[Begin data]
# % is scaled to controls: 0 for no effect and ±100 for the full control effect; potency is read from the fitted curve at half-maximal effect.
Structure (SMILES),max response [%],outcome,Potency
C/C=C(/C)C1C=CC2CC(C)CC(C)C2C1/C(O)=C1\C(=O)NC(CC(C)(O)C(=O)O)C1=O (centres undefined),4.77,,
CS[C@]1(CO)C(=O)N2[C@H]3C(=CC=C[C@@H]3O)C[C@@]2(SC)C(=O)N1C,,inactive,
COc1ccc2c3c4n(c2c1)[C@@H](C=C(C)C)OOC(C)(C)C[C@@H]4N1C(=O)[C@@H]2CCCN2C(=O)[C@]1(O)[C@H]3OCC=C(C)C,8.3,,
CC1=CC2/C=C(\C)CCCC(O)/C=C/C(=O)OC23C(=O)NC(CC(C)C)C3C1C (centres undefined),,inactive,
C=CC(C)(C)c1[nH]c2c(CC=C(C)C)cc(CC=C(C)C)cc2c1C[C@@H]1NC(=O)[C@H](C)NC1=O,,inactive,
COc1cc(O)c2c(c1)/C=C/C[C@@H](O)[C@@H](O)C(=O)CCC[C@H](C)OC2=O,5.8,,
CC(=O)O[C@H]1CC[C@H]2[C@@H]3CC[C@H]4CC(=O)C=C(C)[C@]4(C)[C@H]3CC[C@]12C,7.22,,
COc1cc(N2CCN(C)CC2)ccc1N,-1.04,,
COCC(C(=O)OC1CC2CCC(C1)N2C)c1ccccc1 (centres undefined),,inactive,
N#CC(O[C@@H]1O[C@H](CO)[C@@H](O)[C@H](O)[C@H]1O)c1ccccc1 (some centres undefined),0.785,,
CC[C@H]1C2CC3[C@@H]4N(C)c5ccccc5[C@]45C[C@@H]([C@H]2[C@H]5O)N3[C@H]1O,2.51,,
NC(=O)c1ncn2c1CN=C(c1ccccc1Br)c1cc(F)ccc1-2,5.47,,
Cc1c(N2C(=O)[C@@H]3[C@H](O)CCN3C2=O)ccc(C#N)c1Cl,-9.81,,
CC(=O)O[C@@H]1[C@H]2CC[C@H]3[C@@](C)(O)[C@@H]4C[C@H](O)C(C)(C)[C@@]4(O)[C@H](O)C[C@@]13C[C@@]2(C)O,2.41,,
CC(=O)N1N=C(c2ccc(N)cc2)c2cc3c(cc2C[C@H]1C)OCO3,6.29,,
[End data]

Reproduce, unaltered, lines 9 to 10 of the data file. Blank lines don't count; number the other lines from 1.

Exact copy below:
CC(=O)O[C@H]1CC[C@H]2[C@@H]3CC[C@H]4CC(=O)C=C(C)[C@]4(C)[C@H]3CC[C@]12C,7.22,,
COc1cc(N2CCN(C)CC2)ccc1N,-1.04,,